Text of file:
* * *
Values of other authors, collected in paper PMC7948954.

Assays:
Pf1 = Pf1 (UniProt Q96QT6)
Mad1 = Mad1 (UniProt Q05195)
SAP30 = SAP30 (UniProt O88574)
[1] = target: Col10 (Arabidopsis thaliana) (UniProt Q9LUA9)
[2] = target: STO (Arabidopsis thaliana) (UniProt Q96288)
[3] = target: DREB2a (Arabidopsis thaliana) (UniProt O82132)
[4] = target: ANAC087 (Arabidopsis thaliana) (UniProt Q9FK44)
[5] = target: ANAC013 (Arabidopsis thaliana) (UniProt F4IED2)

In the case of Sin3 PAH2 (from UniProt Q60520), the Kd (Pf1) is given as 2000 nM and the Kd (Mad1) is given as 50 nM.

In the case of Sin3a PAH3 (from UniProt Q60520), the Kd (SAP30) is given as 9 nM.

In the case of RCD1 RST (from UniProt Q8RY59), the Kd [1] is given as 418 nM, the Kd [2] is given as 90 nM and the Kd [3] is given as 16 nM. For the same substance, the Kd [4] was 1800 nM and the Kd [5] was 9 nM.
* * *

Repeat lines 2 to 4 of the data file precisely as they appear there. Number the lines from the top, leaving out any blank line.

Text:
Assays:
Pf1 = Pf1 (UniProt Q96QT6)
Mad1 = Mad1 (UniProt Q05195)